Rain Water Harvesting

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Rain Water Harvesting

PHCET is situated in a region of heavy rainfall. However, during summer the whole region faces curtailment of water supply due to heavy industrial and commercial demand. Hence, conservation of water is a necessity. PHCET campus is planned for conserving and maintaining resources to fulfil the demand for water.

The college uses bore well and public supply to meet its general needs. The rain water from roofs is collected through the well-designed network of pipes. The network of pipes helps collect water in underground tanks and specially constructed recharge pits to recharge the tube wells and aquifers.

There are two types of underground tanks and recharge pits. There are two large capacity underground tanks, which collect water from roof tops and sewers that have dimensions 5M x 5M x 3M.

The recharge tube well and aquifer pit has dimensions 1.5M x 1.5M x 2M, which collects water from surface runoff water and surrounded by sewers. The recharge pits are strategically placed in the vicinity to replenish ground water which helps to maintain the ground water level even during the summer.

The water collected in large underground tanks is used for several purposes, like gardening, fire fighting, sanitary and laboratory. The campus has drip and sprinkle procedure for gardening and for lawns. The water is very consciously used for plantation and sanitation. The fire fighting pipe lines are spread all over and cover all buildings. During scarcity of water the collected water in the underground tanks is also used for maintenance of the playground and to maintain the green cover within the campus.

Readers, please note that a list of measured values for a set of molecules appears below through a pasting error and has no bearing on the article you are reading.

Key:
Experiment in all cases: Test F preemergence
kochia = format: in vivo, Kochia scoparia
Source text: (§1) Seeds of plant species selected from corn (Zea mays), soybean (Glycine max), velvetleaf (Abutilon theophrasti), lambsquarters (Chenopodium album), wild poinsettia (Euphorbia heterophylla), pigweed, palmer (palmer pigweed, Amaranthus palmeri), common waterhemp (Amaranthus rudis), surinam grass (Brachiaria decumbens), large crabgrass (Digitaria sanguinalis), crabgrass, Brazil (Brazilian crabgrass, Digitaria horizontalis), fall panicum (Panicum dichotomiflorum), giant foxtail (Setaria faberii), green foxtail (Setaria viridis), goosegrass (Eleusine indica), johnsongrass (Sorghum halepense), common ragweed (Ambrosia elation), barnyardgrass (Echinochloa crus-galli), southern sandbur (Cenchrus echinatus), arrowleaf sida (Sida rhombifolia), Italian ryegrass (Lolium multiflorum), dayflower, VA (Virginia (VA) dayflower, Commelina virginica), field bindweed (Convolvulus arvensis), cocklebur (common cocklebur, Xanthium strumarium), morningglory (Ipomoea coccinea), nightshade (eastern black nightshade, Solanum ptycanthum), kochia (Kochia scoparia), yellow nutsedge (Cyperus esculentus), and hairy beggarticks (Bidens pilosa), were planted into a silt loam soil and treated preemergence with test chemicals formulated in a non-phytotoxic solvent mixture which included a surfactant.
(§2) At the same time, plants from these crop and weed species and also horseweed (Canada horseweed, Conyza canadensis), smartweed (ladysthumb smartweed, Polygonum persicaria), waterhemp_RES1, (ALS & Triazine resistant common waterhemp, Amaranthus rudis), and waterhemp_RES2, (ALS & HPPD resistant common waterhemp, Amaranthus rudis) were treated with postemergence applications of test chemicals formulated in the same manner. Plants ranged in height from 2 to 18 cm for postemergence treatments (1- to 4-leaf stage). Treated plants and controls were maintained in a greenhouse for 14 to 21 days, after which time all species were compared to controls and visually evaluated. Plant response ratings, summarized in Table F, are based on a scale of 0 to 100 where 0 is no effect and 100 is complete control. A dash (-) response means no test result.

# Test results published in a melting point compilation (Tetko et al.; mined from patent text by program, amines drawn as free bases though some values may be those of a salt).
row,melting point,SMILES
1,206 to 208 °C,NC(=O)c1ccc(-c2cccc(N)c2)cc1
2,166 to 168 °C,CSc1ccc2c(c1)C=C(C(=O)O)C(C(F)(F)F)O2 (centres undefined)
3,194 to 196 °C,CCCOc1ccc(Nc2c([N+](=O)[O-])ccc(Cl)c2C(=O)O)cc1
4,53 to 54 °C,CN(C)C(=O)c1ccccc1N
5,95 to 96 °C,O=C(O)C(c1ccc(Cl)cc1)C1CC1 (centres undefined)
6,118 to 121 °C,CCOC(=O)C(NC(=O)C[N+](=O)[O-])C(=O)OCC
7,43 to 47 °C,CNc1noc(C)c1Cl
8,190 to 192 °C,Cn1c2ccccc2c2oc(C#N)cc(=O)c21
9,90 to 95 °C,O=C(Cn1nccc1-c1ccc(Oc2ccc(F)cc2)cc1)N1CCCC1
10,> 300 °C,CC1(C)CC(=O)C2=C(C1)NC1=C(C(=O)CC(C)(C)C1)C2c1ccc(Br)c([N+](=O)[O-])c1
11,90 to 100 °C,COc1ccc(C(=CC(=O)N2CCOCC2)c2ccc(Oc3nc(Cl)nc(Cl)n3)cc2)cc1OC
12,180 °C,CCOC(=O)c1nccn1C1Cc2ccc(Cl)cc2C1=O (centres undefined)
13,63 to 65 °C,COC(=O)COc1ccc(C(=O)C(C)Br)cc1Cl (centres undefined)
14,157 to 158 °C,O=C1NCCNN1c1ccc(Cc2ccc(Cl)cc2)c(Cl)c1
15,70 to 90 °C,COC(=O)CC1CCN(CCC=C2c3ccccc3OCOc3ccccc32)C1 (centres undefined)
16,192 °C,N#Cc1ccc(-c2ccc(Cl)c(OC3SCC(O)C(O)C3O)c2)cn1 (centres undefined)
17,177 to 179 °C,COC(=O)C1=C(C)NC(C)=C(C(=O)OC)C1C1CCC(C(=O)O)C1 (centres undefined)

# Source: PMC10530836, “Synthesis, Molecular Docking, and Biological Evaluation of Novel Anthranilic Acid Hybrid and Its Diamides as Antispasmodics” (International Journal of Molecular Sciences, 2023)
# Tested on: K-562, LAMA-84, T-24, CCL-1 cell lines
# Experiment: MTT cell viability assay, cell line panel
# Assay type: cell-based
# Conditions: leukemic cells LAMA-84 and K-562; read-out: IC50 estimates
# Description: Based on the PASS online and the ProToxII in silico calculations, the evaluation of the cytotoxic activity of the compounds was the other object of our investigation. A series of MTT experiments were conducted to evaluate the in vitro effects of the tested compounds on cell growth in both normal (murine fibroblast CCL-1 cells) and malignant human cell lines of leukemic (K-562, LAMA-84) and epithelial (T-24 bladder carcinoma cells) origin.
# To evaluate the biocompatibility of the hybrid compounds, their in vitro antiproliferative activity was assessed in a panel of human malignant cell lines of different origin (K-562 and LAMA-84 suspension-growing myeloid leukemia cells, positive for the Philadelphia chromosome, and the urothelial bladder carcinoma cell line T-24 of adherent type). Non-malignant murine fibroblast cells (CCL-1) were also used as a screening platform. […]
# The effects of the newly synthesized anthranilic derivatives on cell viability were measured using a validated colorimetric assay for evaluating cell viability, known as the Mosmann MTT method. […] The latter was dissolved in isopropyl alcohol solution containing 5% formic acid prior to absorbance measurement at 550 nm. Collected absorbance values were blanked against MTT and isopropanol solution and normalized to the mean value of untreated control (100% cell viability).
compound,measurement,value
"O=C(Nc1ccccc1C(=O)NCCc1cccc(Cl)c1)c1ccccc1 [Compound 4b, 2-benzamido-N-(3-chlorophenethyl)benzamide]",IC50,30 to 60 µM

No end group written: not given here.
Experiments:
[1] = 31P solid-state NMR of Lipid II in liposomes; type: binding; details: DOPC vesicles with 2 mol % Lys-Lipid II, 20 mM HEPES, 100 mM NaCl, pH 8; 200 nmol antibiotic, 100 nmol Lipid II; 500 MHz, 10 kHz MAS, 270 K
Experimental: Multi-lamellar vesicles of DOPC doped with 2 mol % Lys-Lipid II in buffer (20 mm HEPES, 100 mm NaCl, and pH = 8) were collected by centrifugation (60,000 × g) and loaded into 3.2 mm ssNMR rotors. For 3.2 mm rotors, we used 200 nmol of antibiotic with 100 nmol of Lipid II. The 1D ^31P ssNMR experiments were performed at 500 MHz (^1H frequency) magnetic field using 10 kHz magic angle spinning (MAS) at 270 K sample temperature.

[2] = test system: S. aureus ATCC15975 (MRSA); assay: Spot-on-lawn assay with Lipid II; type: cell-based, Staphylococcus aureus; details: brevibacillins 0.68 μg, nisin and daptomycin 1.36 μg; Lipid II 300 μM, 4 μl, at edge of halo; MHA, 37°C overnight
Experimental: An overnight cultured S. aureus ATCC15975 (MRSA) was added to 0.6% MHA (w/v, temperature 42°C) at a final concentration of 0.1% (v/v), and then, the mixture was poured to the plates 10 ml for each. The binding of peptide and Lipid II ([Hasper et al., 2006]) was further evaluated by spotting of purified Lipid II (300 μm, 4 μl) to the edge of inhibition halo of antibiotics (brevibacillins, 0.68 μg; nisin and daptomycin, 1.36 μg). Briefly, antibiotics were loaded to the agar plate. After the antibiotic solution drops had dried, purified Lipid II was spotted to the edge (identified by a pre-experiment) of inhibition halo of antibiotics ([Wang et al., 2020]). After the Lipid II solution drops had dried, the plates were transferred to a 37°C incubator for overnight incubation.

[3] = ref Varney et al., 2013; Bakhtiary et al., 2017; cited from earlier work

The runoff water from higher surfaces, open fields and surrounding sewer is collected in the recharge pits to recharge tube wells. The recharge pit is filled with loose soil and gravel to percolate water in the ground. This percolated water will maintain the ground water level and also the aquifer level. The recharge of aquifer as done by using runoff water is promoted by government of Maharashtra’s scheme “paaniadwa-paanijirwa” to make state drought free and for the enhancement of ground water table for irrigation purpose.

Rain water harvesting also reduces the water logging problem within the campus. This also improves the ground water table within the area because the water does not flow away but stands in that area and percolate in to the ground. Also excess water is stored into surrounded deep sewers helping to maintain the surrounding water table and greenery. Rain water harvesting also reduces the soil erosion problem within the campus.

Students are encouraged to make scientific studies to enhance rain water harvesting practices by carrying out final year projects. Regular, seminars and expert lectures are also arranged to give wider exposure to students.